Lazarus Straus, son of Isaac and Johanette Straus, was born in Otterberg Germany in 1809. He was the oldest of fourteen. The custom of marrying cousins was common at the time and, in 1838 he married a cousin, Davora (Fannie) Levi. The couple had one daughter, Karoline. Fanny died in 1843. Lazarus then married his first cousin Sara, daughter of his father's brother.
In 1852 Lazarus immigrated to the US. He sent for his family in 1854. By then Karoline was a teenager and had established a life for herself in Germany. She decided to remain there. An uncle, Abraham was granted custody.
Karoline married Moritz Weiss. Ferdinand Weiss was born in January 1862 in Mannheim. Ferdinand married Amalie Kunstler. They had three children; Frieda Luise, Friedrich Wilhelm Siegfried and Ernst.
Luise, Ellen & Nathan Roos
Until recently we knew only that Lazarus remained in contact with his family in Germany. He left money to his grandson Ferdinand when he died in 1898. A newly discovered condolence note from Ferdinand, written in 1912 after the "Titanic" disaster led to renewed research and the discovery of his descendants. Frieda Luise, known as Luise, married Dr. Nathan Roos. They had daughter Ellen. The family lived in Pforzheim Germany. During a visit by Isidor and Ida, the Roos' were invited to send Luise back to the USA with the Strauses. It was a good thing Ellen was not permitted to go because she would have been on the "Titanic".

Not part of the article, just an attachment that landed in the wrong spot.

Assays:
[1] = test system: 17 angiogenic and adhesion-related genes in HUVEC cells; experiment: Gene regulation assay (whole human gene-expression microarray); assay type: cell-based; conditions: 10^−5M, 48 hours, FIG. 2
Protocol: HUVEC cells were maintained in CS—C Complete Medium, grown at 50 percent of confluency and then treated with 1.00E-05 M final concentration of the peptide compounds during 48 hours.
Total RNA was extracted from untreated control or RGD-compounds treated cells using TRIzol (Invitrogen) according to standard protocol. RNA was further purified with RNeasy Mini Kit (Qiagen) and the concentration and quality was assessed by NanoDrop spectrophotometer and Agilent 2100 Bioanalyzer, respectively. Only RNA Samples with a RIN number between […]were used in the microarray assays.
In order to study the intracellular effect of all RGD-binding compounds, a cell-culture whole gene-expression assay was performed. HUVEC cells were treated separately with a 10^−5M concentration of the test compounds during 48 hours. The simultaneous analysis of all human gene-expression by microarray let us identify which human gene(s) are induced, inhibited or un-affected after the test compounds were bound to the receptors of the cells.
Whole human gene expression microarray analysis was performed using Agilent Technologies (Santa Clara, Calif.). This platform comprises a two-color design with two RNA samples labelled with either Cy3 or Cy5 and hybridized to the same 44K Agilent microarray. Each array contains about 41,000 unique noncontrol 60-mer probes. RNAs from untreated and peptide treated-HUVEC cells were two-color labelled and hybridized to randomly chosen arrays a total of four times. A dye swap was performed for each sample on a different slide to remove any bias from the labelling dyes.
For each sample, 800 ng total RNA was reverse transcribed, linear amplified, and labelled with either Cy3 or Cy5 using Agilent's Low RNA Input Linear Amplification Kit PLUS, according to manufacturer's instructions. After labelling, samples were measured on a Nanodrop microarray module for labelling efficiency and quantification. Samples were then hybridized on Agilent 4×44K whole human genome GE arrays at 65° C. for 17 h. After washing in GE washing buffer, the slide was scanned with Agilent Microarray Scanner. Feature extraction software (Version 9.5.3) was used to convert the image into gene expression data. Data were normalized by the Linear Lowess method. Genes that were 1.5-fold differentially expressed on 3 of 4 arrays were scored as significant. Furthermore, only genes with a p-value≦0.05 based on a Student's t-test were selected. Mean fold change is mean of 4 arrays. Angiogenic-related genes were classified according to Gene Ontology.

Dr. Nathan Roos was a prominent physician in Germany. Realizing the war was imminent, he sent Ellen to live with Luise's brother Ernst who immigrated to the US in 1927. Dr. Roos was sent to Dachau but was released after a few months. He and Luise emigrated in 1940 where they were reunited with their daughter Ellen. They settled in upper Manhattan were Dr. Roos reestablished his medical practice.
Ellen & Fred Tager
Ellen Roos married Fred Tager. They had three daughters, Jessie and twins Colette and Lorette.
Information about this part of the family has only just been uncovered. Much work needs to be done to learn who sponsored the family when they immigrated, how much contact there was with the Straus family when they were in Europe and why the contact was broken.
Help us honor the legacy of the past for future generations by making a generous tax-deductible donation.